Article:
Saturday, April 12, 2008

Language design
True to the glue language roots of Perl, PDL borrows from several different modules for graphics and plotting support. NetPBM provides image file I/O (though FITS is supported natively). PLPlot, PGPLOT, and Karma modules are all supported for 2-D graphics and plotting applications, and an interface to GL is available for 3-D plotting and rendering.

Perl Data Language Graphics
PDL provides facilities to read and write many open data formats, including JPEG, PNG, GIF, PPM, MPEG, FITS, NetCDF, GRIB, raw binary files, and delimited ASCII tables. Because of legal threats from Kodak, the owners of IDL, PDL cannot read or write IDL data files.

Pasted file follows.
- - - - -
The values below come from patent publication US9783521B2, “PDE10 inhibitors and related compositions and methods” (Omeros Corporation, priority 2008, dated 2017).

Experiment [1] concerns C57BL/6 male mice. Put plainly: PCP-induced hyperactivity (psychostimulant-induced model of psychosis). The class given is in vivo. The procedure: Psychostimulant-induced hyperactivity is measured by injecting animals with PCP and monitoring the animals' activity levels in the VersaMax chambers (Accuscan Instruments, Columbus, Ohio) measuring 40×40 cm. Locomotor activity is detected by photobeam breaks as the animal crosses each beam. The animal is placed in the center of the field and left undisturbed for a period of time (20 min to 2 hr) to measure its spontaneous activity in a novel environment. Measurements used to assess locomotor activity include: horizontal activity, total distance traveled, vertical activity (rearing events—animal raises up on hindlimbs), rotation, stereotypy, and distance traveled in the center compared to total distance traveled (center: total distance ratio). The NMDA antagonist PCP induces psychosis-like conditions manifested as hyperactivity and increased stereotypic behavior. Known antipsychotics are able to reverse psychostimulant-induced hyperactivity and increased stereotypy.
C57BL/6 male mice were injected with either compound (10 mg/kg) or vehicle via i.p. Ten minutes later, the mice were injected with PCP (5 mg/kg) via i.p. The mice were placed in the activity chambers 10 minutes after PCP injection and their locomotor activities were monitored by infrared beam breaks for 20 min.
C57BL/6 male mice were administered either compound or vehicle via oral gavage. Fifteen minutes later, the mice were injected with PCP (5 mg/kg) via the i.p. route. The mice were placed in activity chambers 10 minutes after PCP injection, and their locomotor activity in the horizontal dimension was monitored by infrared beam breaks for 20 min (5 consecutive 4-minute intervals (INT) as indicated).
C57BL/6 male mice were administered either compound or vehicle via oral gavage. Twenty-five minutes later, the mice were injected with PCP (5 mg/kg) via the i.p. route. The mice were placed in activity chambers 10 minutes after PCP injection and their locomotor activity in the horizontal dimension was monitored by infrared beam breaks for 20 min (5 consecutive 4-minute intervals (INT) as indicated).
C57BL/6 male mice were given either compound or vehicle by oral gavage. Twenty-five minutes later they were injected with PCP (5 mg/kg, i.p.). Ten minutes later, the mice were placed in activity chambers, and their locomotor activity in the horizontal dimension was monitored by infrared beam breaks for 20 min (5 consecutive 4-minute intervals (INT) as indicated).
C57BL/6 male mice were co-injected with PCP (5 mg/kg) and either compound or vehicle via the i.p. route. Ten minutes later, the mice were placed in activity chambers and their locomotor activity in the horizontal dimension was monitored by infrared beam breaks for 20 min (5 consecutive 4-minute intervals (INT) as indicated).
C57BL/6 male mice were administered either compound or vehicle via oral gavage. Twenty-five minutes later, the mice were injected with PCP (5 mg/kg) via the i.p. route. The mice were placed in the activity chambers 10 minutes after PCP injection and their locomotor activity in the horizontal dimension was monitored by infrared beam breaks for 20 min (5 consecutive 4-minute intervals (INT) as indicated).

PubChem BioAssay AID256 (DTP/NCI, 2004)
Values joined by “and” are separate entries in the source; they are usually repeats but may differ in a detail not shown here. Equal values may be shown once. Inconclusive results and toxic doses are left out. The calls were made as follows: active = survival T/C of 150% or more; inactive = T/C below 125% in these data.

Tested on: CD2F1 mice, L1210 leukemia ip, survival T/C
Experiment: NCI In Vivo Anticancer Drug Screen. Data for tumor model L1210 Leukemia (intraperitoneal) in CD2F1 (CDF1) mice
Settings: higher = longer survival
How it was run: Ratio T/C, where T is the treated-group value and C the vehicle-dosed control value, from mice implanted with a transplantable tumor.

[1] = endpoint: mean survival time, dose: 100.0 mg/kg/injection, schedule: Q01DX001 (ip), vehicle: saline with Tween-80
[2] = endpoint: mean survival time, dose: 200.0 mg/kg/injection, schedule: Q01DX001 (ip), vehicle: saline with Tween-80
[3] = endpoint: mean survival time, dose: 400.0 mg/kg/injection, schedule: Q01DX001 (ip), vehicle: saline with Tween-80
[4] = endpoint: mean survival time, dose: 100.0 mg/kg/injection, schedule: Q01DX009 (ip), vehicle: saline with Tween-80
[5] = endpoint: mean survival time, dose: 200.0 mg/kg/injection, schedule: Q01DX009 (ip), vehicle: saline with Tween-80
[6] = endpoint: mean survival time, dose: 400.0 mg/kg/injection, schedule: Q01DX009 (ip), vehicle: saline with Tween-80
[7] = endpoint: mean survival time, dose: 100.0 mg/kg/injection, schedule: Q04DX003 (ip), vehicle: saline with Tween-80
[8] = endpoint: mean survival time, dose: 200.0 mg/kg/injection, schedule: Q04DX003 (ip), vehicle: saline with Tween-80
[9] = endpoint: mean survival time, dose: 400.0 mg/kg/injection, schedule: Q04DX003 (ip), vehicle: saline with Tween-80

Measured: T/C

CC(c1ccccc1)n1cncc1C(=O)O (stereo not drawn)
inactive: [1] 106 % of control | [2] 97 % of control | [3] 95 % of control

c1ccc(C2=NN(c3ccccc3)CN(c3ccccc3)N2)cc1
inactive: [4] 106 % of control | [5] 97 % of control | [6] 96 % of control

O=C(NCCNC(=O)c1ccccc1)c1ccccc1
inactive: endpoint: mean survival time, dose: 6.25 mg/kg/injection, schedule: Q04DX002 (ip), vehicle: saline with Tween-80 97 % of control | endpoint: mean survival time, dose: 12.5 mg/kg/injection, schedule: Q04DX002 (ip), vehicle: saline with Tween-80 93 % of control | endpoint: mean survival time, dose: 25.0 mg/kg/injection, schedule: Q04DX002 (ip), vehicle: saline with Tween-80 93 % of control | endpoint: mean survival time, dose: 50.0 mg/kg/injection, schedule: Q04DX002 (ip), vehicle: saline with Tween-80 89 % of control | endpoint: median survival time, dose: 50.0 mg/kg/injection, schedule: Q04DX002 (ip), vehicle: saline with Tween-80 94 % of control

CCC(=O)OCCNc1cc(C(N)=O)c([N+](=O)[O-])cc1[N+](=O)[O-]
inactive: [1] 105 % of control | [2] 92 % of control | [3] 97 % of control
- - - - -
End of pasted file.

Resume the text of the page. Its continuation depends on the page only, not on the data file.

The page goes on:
The core of PDL is written in C. Most of the functionality is written in PP, a PDL-specific metalanguage that handles the vectorization of simple C snippets and interfaces them with the perl host language via Perl's XS compiler. Some modules are written in FORTRAN, with a C/PP interface layer. Many of the supplied functions are written in PDL itself. PP is available to the user to write C-language extensions to PDL.
The PDL API uses the basic Perl 5 object-oriented functionality: PDL defines a new type of perl scalar object (eponymously called a "PDL") that acts as a Perl scalar, but that contains a conventional typed array of numeric or character values. All of the standard Perl operators are overloaded so that they can be used on PDL objects transparently, and PDLs can be mixed-and-matched with normal Perl scalars. Several hundred object methods for operating on PDLs are supplied by the core modules.